Alaska voters legalized marijuana, like the voters in Oregon, Washington, and Colorado, but the similarities seem to stop there. Alaska is uncharted territory when it comes to marijuana law. It is the largest state, but it is has nearly the lowest population. While the state is comprised of large metropolitan areas, like Anchorage and Juneau, most of the vast state is rural. Lawmakers and regulators need to consider the climate, the geography, and the population, amongst other factors, when setting restrictions.
Many are speculating about how the marijuana law changes will work in these rural areas. Similar to Oregon, the Alcohol Beverage Control Board is in charge of creating regulations. It will be about a year before any policies take effect, but that hasn’t stopped legislators from taking action.
Less than a week after the votes came in legalizing marijuana in Alaska, legislators took action toward limiting the sales. The introduced bill would not allow the sale of marijuana to occur within 500 feet of school property.
Washington, DC Marijuana Law
Voters in the District of Columbia voted in favor of allowing people over the age of 21 to retain 2 ounces as well as grow as many as 3 pot plants. However, instead of taking effect in 90 days or a year, there is one more hoop to jump through–Congressional review.
According to the Baltimore Sun, though, the mayor elect of DC does not see this law taking flight due to the lack of taxes and other restrictions set in stone. Unlike Oregon, Alaska, Colorado, and Washington, the campaigners leading the DC pot policy initiatives did not put taxation specifics on the ballot. This ambiguity, amongst other factors, leads critics to believe that the law will not stand against Congress.
This is not the first time the federal government has been directly confronted with the recurring debate of marijuana law, and it certainly will not be the last. Despite the House’s July vote supporting bank business with the medical and recreational pot industry (where it is legal), marijuana businesses are still limited to running as mostly cash operations due to lack of complete federal support.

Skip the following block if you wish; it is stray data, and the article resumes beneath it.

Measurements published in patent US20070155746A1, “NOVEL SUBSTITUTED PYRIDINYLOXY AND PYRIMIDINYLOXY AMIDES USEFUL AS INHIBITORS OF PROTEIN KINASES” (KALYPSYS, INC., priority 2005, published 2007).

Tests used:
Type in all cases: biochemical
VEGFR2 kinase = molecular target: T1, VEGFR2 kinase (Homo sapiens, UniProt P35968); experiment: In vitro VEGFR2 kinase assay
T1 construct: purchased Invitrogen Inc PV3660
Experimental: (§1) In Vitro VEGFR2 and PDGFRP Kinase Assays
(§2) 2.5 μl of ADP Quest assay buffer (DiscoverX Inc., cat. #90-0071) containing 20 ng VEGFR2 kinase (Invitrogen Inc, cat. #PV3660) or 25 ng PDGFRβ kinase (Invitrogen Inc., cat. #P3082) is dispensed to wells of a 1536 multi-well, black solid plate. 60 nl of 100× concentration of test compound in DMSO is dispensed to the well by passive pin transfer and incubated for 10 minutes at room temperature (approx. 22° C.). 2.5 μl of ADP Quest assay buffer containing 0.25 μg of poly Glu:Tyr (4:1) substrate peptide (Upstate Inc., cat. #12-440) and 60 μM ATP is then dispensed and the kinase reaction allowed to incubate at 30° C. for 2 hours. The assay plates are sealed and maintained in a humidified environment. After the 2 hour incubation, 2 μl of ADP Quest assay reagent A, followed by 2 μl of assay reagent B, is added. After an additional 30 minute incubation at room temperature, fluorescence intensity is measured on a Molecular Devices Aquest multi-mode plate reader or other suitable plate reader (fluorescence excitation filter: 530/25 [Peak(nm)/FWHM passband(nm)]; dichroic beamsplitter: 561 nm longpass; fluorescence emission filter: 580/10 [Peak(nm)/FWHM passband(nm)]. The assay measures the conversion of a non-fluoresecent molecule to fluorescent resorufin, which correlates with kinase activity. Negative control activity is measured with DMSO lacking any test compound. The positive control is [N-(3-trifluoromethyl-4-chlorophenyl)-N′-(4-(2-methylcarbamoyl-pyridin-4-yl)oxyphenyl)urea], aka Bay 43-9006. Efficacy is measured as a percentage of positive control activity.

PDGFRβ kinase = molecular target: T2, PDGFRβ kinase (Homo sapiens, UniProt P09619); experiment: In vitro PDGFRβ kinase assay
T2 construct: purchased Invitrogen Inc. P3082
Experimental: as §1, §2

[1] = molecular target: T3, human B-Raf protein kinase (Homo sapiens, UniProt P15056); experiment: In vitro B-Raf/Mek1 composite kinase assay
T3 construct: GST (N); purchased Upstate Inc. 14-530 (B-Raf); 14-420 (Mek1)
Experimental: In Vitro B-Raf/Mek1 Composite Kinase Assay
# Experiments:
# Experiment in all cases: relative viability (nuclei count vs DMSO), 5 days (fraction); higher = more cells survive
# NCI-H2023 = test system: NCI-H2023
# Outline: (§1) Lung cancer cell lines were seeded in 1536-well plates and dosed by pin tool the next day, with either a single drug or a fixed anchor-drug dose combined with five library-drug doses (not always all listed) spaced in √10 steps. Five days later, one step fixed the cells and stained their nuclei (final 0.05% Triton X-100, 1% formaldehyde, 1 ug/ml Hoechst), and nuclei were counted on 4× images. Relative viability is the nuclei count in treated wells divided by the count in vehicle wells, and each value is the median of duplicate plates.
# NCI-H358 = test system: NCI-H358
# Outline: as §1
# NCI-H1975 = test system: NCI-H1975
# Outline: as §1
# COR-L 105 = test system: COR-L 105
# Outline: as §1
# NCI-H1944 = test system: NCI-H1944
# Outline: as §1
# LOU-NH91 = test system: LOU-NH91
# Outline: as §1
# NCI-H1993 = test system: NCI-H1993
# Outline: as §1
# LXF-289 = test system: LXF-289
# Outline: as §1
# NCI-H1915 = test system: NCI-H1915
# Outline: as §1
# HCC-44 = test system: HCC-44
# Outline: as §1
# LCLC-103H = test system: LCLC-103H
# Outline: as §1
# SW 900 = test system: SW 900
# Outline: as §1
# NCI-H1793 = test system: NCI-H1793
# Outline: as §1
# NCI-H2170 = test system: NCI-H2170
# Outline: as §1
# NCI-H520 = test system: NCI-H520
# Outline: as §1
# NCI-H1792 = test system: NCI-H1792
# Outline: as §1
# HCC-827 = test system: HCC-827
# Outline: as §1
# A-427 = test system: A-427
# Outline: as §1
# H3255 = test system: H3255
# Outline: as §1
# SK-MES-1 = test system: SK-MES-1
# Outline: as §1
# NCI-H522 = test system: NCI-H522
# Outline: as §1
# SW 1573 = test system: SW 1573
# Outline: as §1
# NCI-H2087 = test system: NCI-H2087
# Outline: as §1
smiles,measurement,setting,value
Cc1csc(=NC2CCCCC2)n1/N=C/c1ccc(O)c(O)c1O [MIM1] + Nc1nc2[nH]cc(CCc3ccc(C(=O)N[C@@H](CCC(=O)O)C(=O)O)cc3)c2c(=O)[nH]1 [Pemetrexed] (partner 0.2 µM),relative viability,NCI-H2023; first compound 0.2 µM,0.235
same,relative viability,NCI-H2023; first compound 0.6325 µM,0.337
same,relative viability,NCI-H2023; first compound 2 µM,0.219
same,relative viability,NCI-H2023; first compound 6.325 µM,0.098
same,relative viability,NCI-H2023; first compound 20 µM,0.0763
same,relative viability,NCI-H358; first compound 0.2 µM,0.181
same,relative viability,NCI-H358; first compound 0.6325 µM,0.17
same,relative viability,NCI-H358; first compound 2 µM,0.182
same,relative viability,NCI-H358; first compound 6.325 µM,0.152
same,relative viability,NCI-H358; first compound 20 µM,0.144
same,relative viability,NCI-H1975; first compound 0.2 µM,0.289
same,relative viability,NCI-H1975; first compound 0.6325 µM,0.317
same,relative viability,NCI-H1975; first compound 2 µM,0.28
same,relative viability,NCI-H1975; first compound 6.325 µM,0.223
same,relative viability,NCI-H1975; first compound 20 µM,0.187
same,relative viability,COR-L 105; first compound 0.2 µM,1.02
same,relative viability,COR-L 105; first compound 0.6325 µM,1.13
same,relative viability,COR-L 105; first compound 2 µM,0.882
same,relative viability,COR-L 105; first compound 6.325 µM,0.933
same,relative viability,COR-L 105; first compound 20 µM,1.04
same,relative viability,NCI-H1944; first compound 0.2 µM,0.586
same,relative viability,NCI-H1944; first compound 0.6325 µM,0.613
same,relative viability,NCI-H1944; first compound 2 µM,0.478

Employment and marijuana is also still up for debate due to the continuing Colorado lawsuit of Coats vs. Dish. Because marijuana is still federally illegal, companies are allowed to have their own policies on marijuana usage, and many have no-tolerance policies. The dispute is currently taking place in the Colorado Supreme Court.
As in all states with legalized marijuana, employment, money, and other factors in Colorado could be affected if the federal government starts taking action on marijuana law, whether their actions are prohibitory or inhibitory.
Public Opinion of Marijuana Law
While these election results are encouraging for marijuana advocates, the statistics show that public support of legalization has not changed much; it has actually plateaued. In general, the public’s opinions about marijuana aren’t necessarily changing as much as we thought they were. Even though last year’s Gallup poll results showed that a majority of adults in the United States are in support of legalizing marijuana (58 percent), that statistic has actually decreased, now falling to 51 percent. The support for marijuana legalization was around that same percentage in 2011 and 2012.
It is the public’s opinion, other state’s marijuana laws, and federal support that will continue to shape Colorado’s marijuana policies. This dynamic legality issue is bound to be a topic of discussion for decades to come. When keeping updated about marijuana law, the most important thing is to listen to credible information and ask your questions to the right people.
As marijuana business lawyers at Hunsaker | Emmi, P.C, we want to be that credible resource. Be sure to check out our website for more updates about Colorado marijuana law and how these policies could affect them.